What the New Data Protection Rules Mean for Businesses Outside of Europe


Thomas A. Pendleton is a partner at MacDonald Illig Attorneys and has been representing businesses, nonprofit corporations and individuals in a wide variety of legal matters for more than 25 years. He concentrates his practice on business matters, including preparing agreements and commercial litigation.

Use of the Internet allows companies to accumulate vast amounts of data about individual consumers such as credit card information, e-mail addresses, personal preferences and demographic information. The accumulation of this data is a frequent target of hackers and other thieves who want to use it for improper purposes. Governments have been actively imposing obligations upon businesses to inform consumers about the personal data the businesses are collecting, obtaining the consumers’ consent to do so, and notifying the consumers if the security of this data has been breached.

What is GDPR and Why It Matters
The European Union (EU) recently adopted the General Data Protection Regulation (“GDPR”). Even if your company does not have any direct business operations in the 28 member states of the European Union, you should be aware of the GDPR’s requirements. Any company that has a presence on the Internet and markets its goods or services to consumers or businesses over the Internet must comply with this regulation.

Companies likely to be subject to the GDPR are U.S.-based hospitality businesses, travel companies, software services and e-commerce companies. Furthermore, any U.S. company that has identified a market in an EU country and has localized Web content should review its Internet operations.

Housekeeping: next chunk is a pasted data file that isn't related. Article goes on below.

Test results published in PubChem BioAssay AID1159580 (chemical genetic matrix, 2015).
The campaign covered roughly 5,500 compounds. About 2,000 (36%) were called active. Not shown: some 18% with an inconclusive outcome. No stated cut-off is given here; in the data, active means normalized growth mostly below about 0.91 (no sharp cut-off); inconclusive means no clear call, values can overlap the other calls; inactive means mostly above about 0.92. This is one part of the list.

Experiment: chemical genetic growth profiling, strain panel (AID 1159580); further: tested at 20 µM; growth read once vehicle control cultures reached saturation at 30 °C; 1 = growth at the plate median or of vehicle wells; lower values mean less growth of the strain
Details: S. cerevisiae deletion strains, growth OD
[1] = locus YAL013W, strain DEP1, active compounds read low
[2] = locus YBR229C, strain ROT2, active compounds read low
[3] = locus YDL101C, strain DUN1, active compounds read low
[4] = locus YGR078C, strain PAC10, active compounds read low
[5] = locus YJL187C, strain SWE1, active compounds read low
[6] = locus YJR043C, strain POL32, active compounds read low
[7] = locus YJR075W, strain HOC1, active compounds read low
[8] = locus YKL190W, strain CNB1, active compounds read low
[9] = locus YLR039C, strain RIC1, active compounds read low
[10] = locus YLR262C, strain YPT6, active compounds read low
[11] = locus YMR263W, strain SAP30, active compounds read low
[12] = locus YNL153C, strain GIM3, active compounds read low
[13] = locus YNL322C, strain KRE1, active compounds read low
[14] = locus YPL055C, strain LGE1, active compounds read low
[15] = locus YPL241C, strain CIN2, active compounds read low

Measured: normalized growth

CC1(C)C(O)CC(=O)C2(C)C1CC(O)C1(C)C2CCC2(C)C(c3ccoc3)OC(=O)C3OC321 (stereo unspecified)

Generally speaking, the GDPR applies if the U.S.-based company collects personal data or behavioral information from someone in an EU country. This collection could occur as part of a marketing survey. Personal data includes a name, address, IP address, genetic data and biometric data.

In order to be subject to the GDPR, a company must target a person (“a data subject”) in an EU country. Generic marketing does not count. For example, if a German citizen uses Google and finds an English-language webpage written for US consumers or business customers, the German citizen is not covered by the GDPR. However, if the same website is written in German and there are references to customers within the European Union, then the webpage would be considered to be targeted marketing and the GDPR applies. Likewise, accepting Euros as payment and having a “.de” suffix (the Internet suffix for Germany), would be additional evidence in favor of applying the GDPR.

If the GDPR applies to a company’s Internet marketing operations, a person’s consent must be “freely given” specific, informed and unambiguous. This consent can be obtained from a “check box” without a default “x” in it, accompanied by clear language about what will be done with any e-mail addresses obtained. It is not permissible to ask the user to click on a link to a long “terms and conditions” document filled with legalese.

If a person signs up for a service or buys a product, the vendor must obtain explicit permission for each type of use of personal data. For example, a separate check box is required for: 1) using an e-mail address for e-mail promotions, and 2) sharing that e-mail address with third-party affiliates.

Once the data is collected, U.S. companies will have to protect it under the GDPR’s rules. One of the requirements is to notify a user within 72 hours of a breach or disclosure of medical or financial information, or identifiers involving children. This notification must be sent directly to the consumer, not simply broadcast in the news media or over social media. The relevant regulatory body must also be notified.

A brief article of this nature cannot cover all of the intricacies of the GDPR. If you believe that your company may be subject to the GDPR now or in the future, contact Tom Pendleton at 814/870-7756 or